Brine for fermenting
2 Tablespoons salt
4 cups water
cucumbers to fill wide mouth 1/2 gallon jar
2 heads dill
4 to 5 cloves garlic (or more)
- To start, you need a clean glass jar or pickling crock. I prefer a Mason jar for everything except sauerkraut.
- Next make your brine, use 2 Tablespoons of salt to 1 quart of water (4 cups). Stir salt into water until it’s dissolved. It’s recommended to use bottled spring or filtered water or tap water that’s has a filter, but I’ve had success with our well water, though hard water isn’t desired.
- Pack your vegetables into the clean container leaving a 2 inch head space (space between top of jar and the top of the food). Just like any pickle making, the freshness and quality of ingredients going in determines the end product. As fresh as possible is best.
- Fill the jar with the brine a 1 inch head space. Place a weight into the jar to keep the food beneath the brine surface. This is very important, if it rises above, it may mold. I prefer the ferment cups below, but a small washed glass baby food jar will work as well.
- Place a lid on the jar, preferably a fermenting lid below, the goal is to keep the oxygen out and make it air tight. Now, how long to ferment pickles.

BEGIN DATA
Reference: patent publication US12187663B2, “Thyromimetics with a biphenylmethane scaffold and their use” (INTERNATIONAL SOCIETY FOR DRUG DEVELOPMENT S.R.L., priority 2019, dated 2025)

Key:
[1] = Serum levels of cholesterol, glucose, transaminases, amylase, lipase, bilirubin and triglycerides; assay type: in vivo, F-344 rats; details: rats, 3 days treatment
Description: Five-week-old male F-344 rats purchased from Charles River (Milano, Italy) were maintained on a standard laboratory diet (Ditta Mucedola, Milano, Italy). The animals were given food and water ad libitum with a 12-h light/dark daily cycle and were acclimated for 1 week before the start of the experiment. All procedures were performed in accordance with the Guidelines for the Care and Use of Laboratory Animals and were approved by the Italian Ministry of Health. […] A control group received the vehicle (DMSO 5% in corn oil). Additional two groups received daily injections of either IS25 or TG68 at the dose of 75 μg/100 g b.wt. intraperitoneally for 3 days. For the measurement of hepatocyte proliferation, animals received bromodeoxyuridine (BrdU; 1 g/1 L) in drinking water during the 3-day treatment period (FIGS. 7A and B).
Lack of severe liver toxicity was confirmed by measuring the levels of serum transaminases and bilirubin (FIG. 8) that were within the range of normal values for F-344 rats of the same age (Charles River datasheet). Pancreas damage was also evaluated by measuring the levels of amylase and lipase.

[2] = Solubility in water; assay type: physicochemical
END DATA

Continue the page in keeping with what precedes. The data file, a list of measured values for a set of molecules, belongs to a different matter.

- Put the jar in warm area (70 degrees Farenheit is ideal but down to 65 degrees Farenheit is also fine) out of direct sunlight and not next to any appliances. Ferment for 4 days.
- After a day or two you’ll notice the presence of bubbles and the water will turn cloudy. These are joyous signs!
- Check the taste of your pickles after a few days. If they’re not “tangy” enough, let them continue to ferment. It sometimes takes up to 10 days if the room is cold.
- When they’re done fermenting, they must be moved to the fridge or a similar cold area. Take off the fermenting lid and replace with a two piece metal canning lid and band. They will keep for months in the fridge, but they’re not shelf stable for the pantry.
Keywords: how to ferment cucumbers